Preseason Game 06
Maple Leafs 2, Canadiens 2
Saturday, September 25, 1971
Maple Leaf Gardens, Toronto, Ontario
Bernie Parent missed the first week of the Toronto Maple Leafs’ training camp with high intensity contract haggling, but through it all his lawyer insisted the goaltender was “in the best shape he has ever been in.”
It’s apparent now, after the Leafs’ 2-2 tie Saturday with the Montréal Canadiens, that Howard Casper wasn’t merely building up his client.
Parent again proved the substance of Casper’s testimony by shutting out the Canadiens for the first half of the game, while Denis Dupéré and Paul Henderson provided a 2-0 lead.
Jacques Lemaire and Réjean Houle scored power play goals after Parent was replaced by Jacques Plante. It was Parent’s third half-game appearance, and he has allowed only one goal.
“I feel so strong,” Parent said. “I think it must be the PT (weight training provided by Armed Forces instructors Bill Haywood and Earl Thompson), because my legs feel so good they don’t get tired at all.”
Had Parent been in camp for the entire weight training program, one can only assume he would be kicking out shots at dangerous speeds. Of course, his strength may have something to do with the 10-mile-a-day running program he was following near his home at Cherry Hill, N.J.
While Parent was vocal about how he felt, his teammates also were openly glowing with their record of five exhibitions, undefeated. They’ve tied Minnesota, Chicago and Montréal, and beaten Minnesota and Philadelphia.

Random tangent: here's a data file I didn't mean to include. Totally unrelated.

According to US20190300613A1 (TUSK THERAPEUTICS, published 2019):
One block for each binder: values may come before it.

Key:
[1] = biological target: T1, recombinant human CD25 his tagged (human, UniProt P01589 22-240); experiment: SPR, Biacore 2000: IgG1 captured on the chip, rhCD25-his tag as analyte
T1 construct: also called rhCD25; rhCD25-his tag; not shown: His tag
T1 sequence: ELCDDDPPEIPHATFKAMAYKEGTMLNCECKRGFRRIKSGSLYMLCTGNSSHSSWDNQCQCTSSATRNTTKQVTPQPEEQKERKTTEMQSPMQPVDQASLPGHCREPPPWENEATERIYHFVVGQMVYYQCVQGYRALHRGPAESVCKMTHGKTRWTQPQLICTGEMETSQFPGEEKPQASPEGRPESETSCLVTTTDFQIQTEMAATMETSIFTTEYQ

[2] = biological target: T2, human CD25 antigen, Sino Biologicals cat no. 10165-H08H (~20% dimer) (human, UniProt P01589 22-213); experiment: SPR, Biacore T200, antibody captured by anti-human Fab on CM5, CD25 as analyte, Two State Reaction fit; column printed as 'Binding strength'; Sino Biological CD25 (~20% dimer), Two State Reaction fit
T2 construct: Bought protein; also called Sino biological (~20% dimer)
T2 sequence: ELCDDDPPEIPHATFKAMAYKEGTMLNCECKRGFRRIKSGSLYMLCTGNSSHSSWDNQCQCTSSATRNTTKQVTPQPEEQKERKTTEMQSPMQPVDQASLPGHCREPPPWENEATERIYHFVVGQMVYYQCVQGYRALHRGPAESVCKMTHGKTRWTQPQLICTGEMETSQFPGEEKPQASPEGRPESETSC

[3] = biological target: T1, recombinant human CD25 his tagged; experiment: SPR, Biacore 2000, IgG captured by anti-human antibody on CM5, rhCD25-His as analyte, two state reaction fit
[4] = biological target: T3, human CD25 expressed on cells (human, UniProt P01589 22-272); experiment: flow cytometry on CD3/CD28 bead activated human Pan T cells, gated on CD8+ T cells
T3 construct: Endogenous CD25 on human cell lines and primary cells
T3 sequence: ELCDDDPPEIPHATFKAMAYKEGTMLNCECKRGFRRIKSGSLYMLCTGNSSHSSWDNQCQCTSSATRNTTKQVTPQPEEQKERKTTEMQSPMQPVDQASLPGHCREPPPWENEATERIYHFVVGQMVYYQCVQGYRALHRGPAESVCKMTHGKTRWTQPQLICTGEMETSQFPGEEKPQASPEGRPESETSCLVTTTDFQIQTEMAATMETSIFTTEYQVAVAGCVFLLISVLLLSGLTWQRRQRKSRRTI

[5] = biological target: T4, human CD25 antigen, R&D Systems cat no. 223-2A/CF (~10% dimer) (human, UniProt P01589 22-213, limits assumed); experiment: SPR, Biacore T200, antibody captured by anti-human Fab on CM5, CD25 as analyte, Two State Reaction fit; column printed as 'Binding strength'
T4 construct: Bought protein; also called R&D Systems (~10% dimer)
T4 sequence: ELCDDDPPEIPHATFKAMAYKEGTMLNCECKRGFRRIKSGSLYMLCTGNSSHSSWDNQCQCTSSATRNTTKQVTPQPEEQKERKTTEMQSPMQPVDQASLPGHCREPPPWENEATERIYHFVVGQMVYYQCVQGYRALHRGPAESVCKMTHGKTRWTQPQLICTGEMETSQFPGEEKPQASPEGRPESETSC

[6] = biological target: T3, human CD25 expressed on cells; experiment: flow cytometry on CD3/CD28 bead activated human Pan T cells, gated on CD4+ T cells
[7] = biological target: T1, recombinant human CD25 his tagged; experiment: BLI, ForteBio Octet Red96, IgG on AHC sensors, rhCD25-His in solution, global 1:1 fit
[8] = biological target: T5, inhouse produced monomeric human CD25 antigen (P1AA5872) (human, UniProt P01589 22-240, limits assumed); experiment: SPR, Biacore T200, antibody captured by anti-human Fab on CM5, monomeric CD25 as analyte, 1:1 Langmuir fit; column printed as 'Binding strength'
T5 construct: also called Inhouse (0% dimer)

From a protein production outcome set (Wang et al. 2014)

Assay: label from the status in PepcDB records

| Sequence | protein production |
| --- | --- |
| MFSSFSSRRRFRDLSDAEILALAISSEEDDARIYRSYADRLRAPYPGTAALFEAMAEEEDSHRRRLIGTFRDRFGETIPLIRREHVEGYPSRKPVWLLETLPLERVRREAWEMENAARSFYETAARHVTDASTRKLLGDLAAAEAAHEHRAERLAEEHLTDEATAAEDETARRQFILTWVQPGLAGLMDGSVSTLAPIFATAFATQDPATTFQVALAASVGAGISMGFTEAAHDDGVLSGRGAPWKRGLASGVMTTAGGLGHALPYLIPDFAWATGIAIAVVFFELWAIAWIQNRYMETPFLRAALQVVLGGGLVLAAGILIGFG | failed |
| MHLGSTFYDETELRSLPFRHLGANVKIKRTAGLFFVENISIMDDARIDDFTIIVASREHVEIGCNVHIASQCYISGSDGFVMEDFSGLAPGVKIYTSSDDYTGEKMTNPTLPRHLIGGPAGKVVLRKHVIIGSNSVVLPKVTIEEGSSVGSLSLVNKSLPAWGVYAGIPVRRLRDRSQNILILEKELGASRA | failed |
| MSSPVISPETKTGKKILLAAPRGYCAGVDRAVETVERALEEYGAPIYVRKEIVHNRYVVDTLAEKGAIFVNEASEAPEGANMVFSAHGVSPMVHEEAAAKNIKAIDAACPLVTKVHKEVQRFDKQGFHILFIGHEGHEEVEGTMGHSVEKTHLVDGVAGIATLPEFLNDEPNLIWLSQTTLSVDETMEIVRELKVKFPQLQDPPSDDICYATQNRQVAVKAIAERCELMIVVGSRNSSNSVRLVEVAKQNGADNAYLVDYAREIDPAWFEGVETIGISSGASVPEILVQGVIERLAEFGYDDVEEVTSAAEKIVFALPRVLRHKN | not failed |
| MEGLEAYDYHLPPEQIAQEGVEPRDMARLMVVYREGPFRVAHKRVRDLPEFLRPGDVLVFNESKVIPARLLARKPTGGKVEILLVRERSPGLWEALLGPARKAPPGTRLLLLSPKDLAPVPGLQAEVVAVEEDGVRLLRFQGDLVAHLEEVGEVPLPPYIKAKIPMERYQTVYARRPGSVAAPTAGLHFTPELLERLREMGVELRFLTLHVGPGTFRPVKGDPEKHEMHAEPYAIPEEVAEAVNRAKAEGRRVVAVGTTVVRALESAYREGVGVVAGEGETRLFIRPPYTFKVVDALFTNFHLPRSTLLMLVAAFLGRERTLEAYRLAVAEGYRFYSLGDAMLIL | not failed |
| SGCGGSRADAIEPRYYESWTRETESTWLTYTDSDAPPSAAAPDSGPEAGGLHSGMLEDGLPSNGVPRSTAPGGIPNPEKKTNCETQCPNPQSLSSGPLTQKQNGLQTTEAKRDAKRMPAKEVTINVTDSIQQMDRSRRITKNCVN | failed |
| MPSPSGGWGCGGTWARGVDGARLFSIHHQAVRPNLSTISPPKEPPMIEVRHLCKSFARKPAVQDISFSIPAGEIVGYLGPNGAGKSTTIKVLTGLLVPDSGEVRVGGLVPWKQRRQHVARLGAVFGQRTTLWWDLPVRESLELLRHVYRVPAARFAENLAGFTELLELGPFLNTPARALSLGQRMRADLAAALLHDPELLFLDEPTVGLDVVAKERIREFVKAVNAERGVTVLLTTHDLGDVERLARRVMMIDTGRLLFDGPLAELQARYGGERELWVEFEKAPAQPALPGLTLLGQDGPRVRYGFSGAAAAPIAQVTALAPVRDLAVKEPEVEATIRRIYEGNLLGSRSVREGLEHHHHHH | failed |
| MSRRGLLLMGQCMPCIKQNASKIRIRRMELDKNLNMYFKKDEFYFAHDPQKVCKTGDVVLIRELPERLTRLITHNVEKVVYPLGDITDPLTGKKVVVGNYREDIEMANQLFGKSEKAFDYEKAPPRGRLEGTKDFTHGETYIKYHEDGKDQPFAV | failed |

“The difference is in the dressing room,” said Dupéré. “I wasn’t with the team last year, but I was at training camp with Tulsa (the Leafs’ Central League affiliate) and I know how it was. The Leafs were coming off a last place finish. This year, we’re coming off a strong finish and we know how it is to win.”
The tie with Montréal was at least a mental victory. The Canadiens had won their previous three games. They started Ken Dryden, who commands respect unknown to other rookies in the National Hockey League, in goal. And yet the Leafs had the edge most of the way, and Montréal’s tying goal was disputable.
“They were offside on the play,” said Leaf coach John McLellan. “Definitely, it wasn’t even close. He (Henri Richard) was three feet offside.
“But, I’m happy. Five games and we haven’t been beaten. It’s a bit different from last year at this time.”
The two teams meet again tomorrow at Halifax. Rick Ley, the defenceman who was injured Friday in the Leafs’ win over Philadelphia, will be out of uniform at least until the end of the week with strained ligaments in the right knee. Also missing tomorrow will be Bill MacMillan, with a charley horse, and Guy Trottier, torn knee ligament.
The same players missed Saturday’s game. The Canadiens played without defenceman Guy Lapointe, who had a sore throat, and Serge Savard, who will not risk his twice-broken leg until just before the regular schedule begins. Also missing from Maple Leaf Gardens were about 1,000 spectators who chose not to attend, even though season ticket holders must pay for exhibition games.
Guy Lafleur failed to shed his disguise as an ordinary rookie and show his fledgling superstar moves. Observers of previous Canadien exhibitions said it was his most undistinguished appearance.
However, he lost his usual right wing, Yvan Cournoyer, early in the game. Cournoyer strained a muscle in his thigh. Lafleur’s left wing, Frank Mahovlich, has had a sore back for six days. Defenceman J.C. Tremblay suffered a bruised shoulder when checked late in the game.
Cournoyer felled Bob Baun before he fell himself, by blasting a shot which struck the defenceman in the midsection. Baun was able to continue.
The most spectacular shot of the night was Henderson’s for the 2-0 score. Henderson suggested a pass to Ron Ellis, rocketing in on the right, but slapped a shot instead to beat Dryden.
Story originally published in The Globe & Mail, September 27, 1971